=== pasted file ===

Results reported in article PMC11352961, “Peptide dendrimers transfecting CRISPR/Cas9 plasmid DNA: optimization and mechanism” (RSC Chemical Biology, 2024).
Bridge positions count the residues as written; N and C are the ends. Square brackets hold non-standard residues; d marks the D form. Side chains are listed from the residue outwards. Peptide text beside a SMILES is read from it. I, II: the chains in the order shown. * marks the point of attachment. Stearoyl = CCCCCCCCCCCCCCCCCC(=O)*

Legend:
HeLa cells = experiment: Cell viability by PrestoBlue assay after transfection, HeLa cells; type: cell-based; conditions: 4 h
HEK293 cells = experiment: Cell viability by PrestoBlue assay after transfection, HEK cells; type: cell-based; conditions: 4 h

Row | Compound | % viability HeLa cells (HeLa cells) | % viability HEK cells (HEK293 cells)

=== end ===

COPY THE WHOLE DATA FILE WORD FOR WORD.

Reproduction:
Results reported in article PMC11352961, “Peptide dendrimers transfecting CRISPR/Cas9 plasmid DNA: optimization and mechanism” (RSC Chemical Biology, 2024).
Bridge positions count the residues as written; N and C are the ends. Square brackets hold non-standard residues; d marks the D form. Side chains are listed from the residue outwards. Peptide text beside a SMILES is read from it. I, II: the chains in the order shown. * marks the point of attachment. Stearoyl = CCCCCCCCCCCCCCCCCC(=O)*

Legend:
HeLa cells = experiment: Cell viability by PrestoBlue assay after transfection, HeLa cells; type: cell-based; conditions: 4 h
HEK293 cells = experiment: Cell viability by PrestoBlue assay after transfection, HEK cells; type: cell-based; conditions: 4 h

Row | Compound | % viability HeLa cells (HeLa cells) | % viability HEK cells (HEK293 cells)